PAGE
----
U.S. Sen. Dick Durbin, an Illinois Democrat seeking a fourth term in office, has a slight lead over Republican challenger Jim Oberweis, according to a new Chicago Sun-Times/We Ask America poll.
Asked whom they'd vote for if the U.S. Senate election were held now, 47.8 percent of 1,054 poll-takers backed Durbin while 40.5 percent chose Oberweis. The seven-point gap, as narrow as it's been, represents growing support for the GOP dairy magnate, who recently went negative in his campaign to unseat the Democratic incumbent.
Meanwhile, Libertarian candidate Sharon Hansen snagged 4.1 percent of the vote. Nearly 8 percent were undecided on the three options.
Responding to the results, Durbin spokesman Ron Holmes tells Ward Room: "Our internal numbers show a larger gap; however, as we approach Election Day we're going to keep working hard to share Sen. Durbin's message of a fair shot for everyday Illinoisans. Despite the flaws of the Sun-Times poll, one thing is clear: perennial candidate Jim Oberweis is significantly behind in the polls because of his radical tea party agenda."
Oberweis, a state senator from west suburban Chicago, has previously staged unsuccessful bids for the U.S. Senate (wherein Durbin is the second-most powerful Democrat) in the early aughties followed by failed campaigns for Illinois governor and U.S. representative in 2006 and 2008, respectively. He was elected to his Springfield post in 2012.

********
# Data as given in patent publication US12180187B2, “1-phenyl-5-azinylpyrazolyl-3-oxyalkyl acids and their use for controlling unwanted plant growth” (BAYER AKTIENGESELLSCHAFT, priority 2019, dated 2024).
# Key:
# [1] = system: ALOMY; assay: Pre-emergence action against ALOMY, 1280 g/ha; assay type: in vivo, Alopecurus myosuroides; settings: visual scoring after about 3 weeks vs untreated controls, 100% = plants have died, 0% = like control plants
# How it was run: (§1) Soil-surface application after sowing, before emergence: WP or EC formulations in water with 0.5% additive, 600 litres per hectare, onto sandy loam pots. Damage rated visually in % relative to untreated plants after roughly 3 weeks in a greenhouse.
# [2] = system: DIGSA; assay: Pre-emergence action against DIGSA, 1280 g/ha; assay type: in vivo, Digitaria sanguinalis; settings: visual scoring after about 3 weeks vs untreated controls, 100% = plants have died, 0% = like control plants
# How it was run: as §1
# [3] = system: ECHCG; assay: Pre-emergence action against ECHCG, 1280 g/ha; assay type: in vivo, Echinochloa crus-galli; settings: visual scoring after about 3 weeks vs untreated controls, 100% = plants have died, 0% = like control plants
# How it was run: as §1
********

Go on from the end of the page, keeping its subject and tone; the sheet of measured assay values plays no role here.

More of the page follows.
Durbin led Oberweis by double digits in polling earlier this year but the gap has since tightened, with a July New York Times survey showing Oberweis trailing Durbin by eight percentage points. The Paper of Record predicted a slim GOP victory in the Senate, which is currently led by Democrats 55-45.
Here in Illinois, Democratic Gov. Pat Quinn and Republican rival Bruce Rauner are engaged in a close race for Springfield's highest office that has pollsters increasingly tipping the balance of November's election toward Rauner. The embattled Quinn is fending off a formidable campaign by the Winnetka venture capitalist amid the unfolding patronage scandal at the Illinois Department of Transportation and state and federal probes into his botched anti-violence program.
Oberweis, who may well be benefitting from Rauner's momentum, commissioned a poll of his own and released the results Tuesday, touting a six-point margin. He's blasted Durbin as a "career politician" and released radio spots linking the senator to the IRS email controversy and comparing him to Richard Nixon.
Over the weekend Oberweis won an endorsement from Bishop Larry Trotter of Chicago's Sweet Holy Spirit Church while Durbin was endorsed by the AFL-CIO.
According to the Sun-Times/We Ask America poll, a 60 percent majority said they were less likely to vote for a politician who had long served in Washington. In Durbin's favor, 54.4 percent said they were less likely to vote for a candidate who had previously waged multiple unsuccessful campaigns for public office.